“Restorative Justice is a process whereby the parties with a stake in the particular offense come together to resolve collectively how to deal with the aftermath of the offense and its implications for the future” – Tony Marshall, advocate, restorativejustice.org
Restorative justice, when navigated properly and with devoted time to the conflict and insight into the roots of the problem can be influential in the healing process and can lead to restitution for the victim, and progression with community support. It is not just a slap on the wrist approach, as argued by some critics. Restorative Justice Circles can be rough and intimidating at first especially for the victim, but what comes out of it is transformative, in the sense that, when the needs of all people involved: community, victim, and offender are addressed and discussed, then eventually goals are created to meet those needs with a corresponding effort to commence restitution for the initial harmful act. Goals might also be made to make sure that these offenses happen less often or hopefully never again with community outreach. Many positive things can come out of restorative practices, especially finding some root causes to crime and delinquency among youth.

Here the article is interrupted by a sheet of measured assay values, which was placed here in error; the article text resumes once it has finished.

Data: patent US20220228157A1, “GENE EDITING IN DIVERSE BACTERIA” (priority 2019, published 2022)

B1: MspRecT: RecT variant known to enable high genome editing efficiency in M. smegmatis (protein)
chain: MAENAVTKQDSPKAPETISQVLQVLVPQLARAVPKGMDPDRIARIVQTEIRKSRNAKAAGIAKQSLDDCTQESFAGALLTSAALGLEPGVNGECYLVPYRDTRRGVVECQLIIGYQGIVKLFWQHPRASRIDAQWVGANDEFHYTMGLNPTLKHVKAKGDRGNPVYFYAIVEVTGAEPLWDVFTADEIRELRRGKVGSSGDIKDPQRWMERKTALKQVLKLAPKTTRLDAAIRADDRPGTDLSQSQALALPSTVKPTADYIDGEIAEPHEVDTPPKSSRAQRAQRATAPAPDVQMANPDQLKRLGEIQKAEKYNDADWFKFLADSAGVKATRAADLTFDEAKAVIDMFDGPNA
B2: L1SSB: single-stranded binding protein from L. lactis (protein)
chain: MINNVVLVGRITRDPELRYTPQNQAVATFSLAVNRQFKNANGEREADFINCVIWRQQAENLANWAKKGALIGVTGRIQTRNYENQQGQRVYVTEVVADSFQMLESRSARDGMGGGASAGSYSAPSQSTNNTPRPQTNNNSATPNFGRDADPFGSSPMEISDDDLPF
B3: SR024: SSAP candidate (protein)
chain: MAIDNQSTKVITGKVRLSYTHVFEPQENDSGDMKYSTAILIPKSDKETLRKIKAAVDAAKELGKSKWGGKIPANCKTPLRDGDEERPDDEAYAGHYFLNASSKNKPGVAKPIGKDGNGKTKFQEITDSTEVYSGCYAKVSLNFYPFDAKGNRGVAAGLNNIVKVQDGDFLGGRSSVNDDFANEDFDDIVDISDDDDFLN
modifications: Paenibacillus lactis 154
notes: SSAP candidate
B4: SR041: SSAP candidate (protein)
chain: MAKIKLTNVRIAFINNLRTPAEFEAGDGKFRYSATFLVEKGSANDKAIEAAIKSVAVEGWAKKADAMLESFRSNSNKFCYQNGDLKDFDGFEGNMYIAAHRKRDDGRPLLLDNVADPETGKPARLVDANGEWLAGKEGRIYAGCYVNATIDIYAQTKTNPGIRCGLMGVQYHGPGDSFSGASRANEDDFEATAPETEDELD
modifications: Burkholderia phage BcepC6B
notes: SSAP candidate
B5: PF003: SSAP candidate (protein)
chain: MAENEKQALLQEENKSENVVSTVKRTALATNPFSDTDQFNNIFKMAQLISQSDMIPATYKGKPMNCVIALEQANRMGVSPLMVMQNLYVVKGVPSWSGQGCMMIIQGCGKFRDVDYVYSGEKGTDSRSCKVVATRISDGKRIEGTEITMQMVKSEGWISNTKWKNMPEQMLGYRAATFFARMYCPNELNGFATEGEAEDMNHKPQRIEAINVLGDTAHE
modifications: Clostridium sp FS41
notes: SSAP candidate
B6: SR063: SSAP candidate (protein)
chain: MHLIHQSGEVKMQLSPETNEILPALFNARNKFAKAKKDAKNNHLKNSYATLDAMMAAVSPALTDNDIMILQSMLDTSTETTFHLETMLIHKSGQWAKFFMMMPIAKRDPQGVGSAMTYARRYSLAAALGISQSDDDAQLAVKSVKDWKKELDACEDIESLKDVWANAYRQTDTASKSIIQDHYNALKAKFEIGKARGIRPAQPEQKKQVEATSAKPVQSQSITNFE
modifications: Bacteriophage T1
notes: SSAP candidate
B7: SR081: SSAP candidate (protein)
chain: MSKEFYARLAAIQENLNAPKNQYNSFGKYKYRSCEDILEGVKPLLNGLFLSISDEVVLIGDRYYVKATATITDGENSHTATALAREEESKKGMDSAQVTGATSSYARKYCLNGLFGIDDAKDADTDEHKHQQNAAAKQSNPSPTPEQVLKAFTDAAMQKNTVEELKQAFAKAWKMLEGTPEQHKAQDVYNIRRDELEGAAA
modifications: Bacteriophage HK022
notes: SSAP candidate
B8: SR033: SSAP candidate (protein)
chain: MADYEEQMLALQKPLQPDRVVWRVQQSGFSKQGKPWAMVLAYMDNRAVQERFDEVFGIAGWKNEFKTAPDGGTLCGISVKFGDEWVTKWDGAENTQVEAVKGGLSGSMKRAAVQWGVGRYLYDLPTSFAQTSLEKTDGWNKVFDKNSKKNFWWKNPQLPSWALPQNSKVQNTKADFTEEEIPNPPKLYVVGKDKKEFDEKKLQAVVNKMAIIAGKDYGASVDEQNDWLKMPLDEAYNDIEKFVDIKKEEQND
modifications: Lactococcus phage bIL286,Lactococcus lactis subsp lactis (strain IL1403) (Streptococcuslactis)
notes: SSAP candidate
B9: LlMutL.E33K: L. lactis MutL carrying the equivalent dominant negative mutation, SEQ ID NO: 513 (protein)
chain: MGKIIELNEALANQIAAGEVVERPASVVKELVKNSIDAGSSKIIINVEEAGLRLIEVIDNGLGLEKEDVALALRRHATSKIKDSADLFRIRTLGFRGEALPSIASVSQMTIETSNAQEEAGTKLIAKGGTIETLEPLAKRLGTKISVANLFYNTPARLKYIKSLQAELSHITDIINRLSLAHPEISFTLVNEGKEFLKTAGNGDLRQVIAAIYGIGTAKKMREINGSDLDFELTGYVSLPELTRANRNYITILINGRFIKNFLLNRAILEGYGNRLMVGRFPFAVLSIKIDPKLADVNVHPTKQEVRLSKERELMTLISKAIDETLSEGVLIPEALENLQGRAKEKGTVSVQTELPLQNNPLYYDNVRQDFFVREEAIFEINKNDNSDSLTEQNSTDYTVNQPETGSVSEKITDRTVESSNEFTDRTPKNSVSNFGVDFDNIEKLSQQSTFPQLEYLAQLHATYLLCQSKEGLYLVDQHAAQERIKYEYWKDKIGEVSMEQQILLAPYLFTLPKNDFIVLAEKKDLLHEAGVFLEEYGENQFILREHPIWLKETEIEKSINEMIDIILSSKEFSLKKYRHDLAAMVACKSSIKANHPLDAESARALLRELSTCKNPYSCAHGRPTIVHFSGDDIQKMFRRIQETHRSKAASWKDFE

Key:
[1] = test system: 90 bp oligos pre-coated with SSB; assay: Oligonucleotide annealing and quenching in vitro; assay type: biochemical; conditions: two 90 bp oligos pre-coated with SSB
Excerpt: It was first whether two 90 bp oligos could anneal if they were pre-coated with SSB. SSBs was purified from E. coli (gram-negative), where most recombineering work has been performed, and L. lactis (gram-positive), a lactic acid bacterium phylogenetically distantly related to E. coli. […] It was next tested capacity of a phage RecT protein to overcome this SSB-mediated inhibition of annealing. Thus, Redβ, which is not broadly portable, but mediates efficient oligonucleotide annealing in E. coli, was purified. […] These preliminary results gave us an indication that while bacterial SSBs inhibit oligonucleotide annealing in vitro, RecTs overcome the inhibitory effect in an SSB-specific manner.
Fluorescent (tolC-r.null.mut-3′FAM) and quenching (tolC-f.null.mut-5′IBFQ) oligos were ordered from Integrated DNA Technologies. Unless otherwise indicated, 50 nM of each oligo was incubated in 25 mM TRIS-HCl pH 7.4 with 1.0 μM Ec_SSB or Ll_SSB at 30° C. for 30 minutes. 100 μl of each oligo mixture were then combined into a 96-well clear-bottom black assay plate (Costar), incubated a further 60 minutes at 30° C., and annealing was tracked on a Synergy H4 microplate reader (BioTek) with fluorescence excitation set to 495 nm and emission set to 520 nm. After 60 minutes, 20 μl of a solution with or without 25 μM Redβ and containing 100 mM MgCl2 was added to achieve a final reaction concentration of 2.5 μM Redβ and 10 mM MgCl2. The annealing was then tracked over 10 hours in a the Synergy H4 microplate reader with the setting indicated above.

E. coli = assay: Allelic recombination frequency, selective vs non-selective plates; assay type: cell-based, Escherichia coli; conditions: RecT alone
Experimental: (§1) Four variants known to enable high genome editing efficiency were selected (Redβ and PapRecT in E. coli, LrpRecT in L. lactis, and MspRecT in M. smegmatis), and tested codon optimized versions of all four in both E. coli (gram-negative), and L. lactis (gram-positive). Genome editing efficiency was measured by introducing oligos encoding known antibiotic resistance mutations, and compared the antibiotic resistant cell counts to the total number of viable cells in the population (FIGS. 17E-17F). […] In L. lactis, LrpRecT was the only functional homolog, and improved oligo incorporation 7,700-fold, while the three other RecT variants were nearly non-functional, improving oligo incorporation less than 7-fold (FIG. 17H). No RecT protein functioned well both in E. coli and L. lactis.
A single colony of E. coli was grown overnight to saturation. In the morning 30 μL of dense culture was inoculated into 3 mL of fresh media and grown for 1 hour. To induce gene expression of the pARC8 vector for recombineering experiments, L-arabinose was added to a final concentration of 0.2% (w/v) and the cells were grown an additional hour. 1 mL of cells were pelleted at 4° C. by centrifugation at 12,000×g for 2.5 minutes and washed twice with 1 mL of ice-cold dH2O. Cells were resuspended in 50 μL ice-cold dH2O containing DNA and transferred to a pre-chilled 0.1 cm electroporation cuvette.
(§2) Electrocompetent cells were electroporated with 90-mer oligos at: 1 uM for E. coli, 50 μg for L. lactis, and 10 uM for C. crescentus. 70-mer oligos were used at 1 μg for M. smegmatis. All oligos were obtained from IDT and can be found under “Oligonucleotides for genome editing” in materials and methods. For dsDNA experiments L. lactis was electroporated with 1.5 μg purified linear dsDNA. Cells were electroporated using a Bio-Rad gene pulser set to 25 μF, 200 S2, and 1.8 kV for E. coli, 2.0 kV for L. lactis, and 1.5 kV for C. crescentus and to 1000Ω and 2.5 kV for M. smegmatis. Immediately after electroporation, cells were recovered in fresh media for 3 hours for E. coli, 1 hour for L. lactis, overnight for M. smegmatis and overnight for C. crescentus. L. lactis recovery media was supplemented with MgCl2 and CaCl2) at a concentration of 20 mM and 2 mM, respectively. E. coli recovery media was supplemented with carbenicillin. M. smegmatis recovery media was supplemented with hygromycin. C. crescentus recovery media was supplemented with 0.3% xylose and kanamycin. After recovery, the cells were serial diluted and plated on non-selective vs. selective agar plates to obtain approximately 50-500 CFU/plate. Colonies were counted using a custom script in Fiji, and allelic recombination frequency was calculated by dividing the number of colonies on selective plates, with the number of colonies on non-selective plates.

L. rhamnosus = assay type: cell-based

The practice of restorative justice has been recently implemented in judicial processes and community mediation since the 1990s as an effective process in dealing with a range of conflicts. It has proven to be effective in Rio de Janeiro in dealing with extremely violent conflicts involving gangs through the work of Dominic Barter, and also in schools dealing with violence, and other smaller conflicts such as bullying. Its concepts date back to pre colonial times with many indigenous cultures such as Native Americans and Aboriginals of Australia, however the traditional approach to crime has dominated the judicial system in the U.S. Studies are showing that the traditional approach of jail and harsh punishment (retribution) may be more harmful and costly to society. Restorative justice is a tool in the effort to strengthen communities and human relationships first and foremost, and also to reduce incarceration and recidivism. We at la Plata Youth Services are now offering restorative justice circles as one of our many services to strengthen the well being of our youth and our community as a whole.
Our process looks like this:
1. Initial meeting with the youth offender discussing what happened.
2. Second meeting involving youth offender and their parents; how should we navigate restitution
3. Meeting with the parents only
4. Full restorative justice circle encompassing offender, parents, victim, community, law enforcement (if involved).
For more information on Restorative Justice practices here are some links: